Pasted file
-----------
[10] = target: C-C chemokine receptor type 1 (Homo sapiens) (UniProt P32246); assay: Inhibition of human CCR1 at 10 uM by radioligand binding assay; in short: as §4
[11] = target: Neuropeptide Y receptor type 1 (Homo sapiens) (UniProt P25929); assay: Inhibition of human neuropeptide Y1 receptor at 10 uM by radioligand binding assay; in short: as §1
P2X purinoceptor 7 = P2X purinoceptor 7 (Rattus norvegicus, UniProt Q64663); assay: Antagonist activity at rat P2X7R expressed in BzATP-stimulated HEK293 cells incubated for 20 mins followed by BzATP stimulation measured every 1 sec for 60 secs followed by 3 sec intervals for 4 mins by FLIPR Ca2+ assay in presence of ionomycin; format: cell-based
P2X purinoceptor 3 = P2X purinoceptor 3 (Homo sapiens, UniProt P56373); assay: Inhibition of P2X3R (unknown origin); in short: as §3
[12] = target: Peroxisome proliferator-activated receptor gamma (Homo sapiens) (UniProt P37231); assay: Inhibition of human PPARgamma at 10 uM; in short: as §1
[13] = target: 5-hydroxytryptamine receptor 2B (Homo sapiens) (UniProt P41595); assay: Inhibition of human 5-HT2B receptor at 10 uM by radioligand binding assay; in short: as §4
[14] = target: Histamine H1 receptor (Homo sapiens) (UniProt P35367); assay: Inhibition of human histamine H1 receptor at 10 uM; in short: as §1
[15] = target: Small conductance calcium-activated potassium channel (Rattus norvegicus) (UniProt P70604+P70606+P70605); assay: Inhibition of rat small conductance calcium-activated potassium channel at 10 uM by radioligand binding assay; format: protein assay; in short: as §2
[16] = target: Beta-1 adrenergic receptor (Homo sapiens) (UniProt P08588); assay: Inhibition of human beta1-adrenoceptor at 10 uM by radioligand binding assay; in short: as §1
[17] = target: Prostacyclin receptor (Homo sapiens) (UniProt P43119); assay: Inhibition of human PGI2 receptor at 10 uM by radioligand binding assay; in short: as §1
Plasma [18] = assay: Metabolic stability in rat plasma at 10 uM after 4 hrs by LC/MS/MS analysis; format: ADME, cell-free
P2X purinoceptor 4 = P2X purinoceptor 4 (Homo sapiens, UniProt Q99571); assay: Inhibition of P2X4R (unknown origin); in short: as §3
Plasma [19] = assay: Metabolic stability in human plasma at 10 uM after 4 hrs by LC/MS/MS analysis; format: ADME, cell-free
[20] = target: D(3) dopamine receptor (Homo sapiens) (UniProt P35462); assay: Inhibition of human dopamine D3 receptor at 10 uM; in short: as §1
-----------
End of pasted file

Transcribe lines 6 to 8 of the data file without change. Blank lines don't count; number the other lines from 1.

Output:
[13] = target: 5-hydroxytryptamine receptor 2B (Homo sapiens) (UniProt P41595); assay: Inhibition of human 5-HT2B receptor at 10 uM by radioligand binding assay; in short: as §4
[14] = target: Histamine H1 receptor (Homo sapiens) (UniProt P35367); assay: Inhibition of human histamine H1 receptor at 10 uM; in short: as §1
[15] = target: Small conductance calcium-activated potassium channel (Rattus norvegicus) (UniProt P70604+P70606+P70605); assay: Inhibition of rat small conductance calcium-activated potassium channel at 10 uM by radioligand binding assay; format: protein assay; in short: as §2